Sir Winston (7), with Joel Rosario up, pulls ahead of the pack on the final stretch to win the Belmont Stakes on June 8 (Mary Altaffer)
Sir Winston (7), with Joel Rosario up, pulls ahead of the pack on the final stretch to win the Belmont Stakes on June 8 (Mary Altaffer)|Associated Press

Thoroughbreds Review - Garrity Looks Back at Belmont Stakes, Triple Crown, War of Will, Sir Winston, Tacitus, Maximum Security

Chris Garrity

We're going to take a minute to look back at the results of the Belmont Stakes. We do this not to be masochistic − though the way our picks went, we could certainly do that − but to try to gain some knowledge for the next time.

The first thing that jumps out from the results chart is that the Triple Crown trail is a grueling ordeal, and that modern thoroughbreds are not built to withstand it. War of Will was the only horse to run in all three legs this year, and his next-to-last effort in the Belmont showed that the races had taken some starch out of him. We can expect that in the future, more trainers will be reluctant to subject their horses to the rigors of all three races.

The toll the races took on War of Will makes the Triple Crowns won by Justify in 2018 and American Pharoah in 2015 look even more incredible. The race record of American Pharoah, when compared to the results of the 2019 Triple Crown races, looks almost incredible. Between March 14 and Oct. 31, Pharoah won the Rebel, the Arkansas Derby, the Kentucky Derby, the Preakness, the Belmont Stakes, the Haskell, and the Breeders Cup Classic -- and he finished a game second in the Travers Stakes at Saratoga. That's eight races in seven months; we're not going to see anything like that anytime soon.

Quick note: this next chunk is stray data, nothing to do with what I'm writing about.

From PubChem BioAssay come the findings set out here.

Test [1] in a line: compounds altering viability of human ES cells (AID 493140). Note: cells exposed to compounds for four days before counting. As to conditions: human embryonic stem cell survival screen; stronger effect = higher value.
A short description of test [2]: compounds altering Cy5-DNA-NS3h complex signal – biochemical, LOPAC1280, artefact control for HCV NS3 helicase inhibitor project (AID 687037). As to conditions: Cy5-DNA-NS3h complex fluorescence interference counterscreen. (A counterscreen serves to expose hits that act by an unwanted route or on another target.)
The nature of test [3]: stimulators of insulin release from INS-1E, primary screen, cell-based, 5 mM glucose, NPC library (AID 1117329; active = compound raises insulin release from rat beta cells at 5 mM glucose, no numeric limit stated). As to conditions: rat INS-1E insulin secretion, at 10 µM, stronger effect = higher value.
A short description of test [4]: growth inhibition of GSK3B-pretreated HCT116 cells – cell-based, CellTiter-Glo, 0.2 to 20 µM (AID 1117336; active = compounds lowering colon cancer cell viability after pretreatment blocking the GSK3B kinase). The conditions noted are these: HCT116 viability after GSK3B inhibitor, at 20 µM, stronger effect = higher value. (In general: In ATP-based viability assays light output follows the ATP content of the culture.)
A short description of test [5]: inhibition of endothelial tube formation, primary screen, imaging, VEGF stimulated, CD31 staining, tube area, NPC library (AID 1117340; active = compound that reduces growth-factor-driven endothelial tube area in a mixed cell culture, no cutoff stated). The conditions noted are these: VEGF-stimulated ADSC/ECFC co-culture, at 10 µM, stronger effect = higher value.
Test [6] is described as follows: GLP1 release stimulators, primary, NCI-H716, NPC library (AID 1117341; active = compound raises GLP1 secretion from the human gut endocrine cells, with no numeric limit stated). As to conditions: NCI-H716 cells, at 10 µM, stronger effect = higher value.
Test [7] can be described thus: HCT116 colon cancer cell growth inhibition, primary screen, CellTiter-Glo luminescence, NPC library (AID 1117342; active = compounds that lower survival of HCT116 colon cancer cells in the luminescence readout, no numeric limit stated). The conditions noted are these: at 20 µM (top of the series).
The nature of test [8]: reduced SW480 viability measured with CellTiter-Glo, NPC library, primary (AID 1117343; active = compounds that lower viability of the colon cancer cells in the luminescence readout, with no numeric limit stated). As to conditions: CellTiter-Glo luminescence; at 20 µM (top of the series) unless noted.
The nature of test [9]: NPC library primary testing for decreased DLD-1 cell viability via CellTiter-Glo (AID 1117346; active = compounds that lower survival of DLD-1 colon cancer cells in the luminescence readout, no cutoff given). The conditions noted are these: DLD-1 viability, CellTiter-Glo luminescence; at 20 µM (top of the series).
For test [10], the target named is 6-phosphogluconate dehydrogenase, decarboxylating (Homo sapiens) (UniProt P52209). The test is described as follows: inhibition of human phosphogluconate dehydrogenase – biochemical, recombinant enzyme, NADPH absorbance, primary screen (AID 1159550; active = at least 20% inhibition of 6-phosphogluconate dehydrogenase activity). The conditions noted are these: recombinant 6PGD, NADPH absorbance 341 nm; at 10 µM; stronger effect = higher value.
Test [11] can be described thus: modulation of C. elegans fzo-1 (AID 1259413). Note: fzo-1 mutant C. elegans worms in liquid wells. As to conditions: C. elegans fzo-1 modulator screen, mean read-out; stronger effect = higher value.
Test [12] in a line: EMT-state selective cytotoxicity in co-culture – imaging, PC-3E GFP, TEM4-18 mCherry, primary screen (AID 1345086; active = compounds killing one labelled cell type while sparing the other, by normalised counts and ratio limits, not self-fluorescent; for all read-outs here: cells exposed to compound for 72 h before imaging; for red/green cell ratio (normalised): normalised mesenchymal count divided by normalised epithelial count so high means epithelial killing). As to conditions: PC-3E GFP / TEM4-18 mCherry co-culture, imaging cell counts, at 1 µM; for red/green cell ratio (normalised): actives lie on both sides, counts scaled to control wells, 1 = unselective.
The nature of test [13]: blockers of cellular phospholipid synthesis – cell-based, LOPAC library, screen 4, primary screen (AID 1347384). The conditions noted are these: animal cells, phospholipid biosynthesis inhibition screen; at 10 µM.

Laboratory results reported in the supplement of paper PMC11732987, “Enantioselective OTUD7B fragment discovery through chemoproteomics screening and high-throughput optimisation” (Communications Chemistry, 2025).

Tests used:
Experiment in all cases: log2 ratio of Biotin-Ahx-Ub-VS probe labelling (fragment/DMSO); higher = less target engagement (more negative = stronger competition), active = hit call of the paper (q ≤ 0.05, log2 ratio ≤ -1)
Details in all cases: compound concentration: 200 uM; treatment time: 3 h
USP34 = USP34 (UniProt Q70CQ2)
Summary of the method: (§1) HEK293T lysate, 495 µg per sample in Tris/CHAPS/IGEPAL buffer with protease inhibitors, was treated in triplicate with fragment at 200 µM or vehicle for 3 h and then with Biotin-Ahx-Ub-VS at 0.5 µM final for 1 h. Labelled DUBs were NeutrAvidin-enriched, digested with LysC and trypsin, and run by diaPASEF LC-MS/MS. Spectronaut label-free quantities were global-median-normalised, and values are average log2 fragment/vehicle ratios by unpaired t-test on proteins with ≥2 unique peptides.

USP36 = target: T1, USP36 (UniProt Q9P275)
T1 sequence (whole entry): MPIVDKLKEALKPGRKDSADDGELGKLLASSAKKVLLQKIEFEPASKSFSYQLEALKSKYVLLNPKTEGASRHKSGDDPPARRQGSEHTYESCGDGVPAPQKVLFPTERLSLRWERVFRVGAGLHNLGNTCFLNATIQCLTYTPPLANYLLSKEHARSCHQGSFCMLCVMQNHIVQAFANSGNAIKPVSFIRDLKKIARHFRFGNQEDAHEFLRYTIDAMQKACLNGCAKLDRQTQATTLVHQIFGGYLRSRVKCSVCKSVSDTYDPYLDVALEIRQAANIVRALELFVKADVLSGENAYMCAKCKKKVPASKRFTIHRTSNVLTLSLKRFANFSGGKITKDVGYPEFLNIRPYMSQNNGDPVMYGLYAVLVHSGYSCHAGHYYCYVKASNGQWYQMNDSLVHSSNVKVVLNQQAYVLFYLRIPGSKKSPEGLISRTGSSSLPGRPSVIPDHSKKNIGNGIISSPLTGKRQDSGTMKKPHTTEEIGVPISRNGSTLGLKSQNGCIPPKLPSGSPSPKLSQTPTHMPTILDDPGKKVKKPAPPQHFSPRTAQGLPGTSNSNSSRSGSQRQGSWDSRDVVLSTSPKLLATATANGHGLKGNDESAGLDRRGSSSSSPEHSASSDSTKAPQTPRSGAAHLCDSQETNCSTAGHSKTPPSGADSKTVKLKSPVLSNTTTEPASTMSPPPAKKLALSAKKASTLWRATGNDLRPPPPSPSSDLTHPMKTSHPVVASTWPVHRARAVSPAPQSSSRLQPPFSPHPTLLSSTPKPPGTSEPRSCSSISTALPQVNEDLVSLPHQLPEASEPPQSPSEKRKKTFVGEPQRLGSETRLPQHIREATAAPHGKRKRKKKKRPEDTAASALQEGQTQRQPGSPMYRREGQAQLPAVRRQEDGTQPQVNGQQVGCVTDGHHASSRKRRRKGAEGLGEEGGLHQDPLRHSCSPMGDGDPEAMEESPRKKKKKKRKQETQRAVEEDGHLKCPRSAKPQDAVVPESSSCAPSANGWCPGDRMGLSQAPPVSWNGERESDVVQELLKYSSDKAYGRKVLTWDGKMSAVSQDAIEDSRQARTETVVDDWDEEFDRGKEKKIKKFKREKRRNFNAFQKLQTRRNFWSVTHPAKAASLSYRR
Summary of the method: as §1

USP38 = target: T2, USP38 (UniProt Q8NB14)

We also saw on Saturday that Tacitus is a very good horse. In fact, one can make a very good argument that Tacitus was better in the Belmont than winner Sir Winston. There was a fairly significant rail bias at Belmont on Saturday, and Tacitus was wide all the way around the track, whereas Sir Winston skimmed the rail. Only one length separated the two at the finish, and it's very easy to imagine that on a fair track, the results would have been reversed. Tacitus looks like a horse built to handle the classic distances, and he seems a terrific fit for a race like the Travers.

This year, each of the Triple Crown races was won by a different horse, and the most impressive performance in any of the races was by a horse who did not win. Maximum Security's run in the Derby (disqualification notwithstanding), is still the most impressive performance by a 3-year-old horse this year. It's going to be interesting to see what happens if he can get back to the races. We'll find out in a race like the Haskell whether his effort in the Derby was a fluke, or whether he might actually be that good. If he is that good, look out.

The last thing that we take away from the Belmont in particular, and the Triple Crown races in general, is that there is still much, much racing left this year, and though the results of the three races did not really clarify anything, and in many ways were truly disappointing, there's still a lot of time for the 2019 crop of 3-year-olds to sort themselves out. We don't know right now whether Tacitus is better than Maximum Security, or whether War of Will is better than Sir Winston, but there is plenty of time to find that out.

We're glad that the Triple Crown races are over. It's time for a brief freshening, and then it will be time for summer racing. One thing that we like about sports in general, and horse racing in particular, is that there is always something to look forward to, and now that the Belmont is in the rear-view mirror, we'll start anticipating juveniles at Saratoga, the Arlington Million, and the unmatched ambiance of Del Mar. This may not have been the best Triple Crown series ever, but the next one might be − and looking forward to that is a great thing about this sport.

We'll see you on the rail until then.

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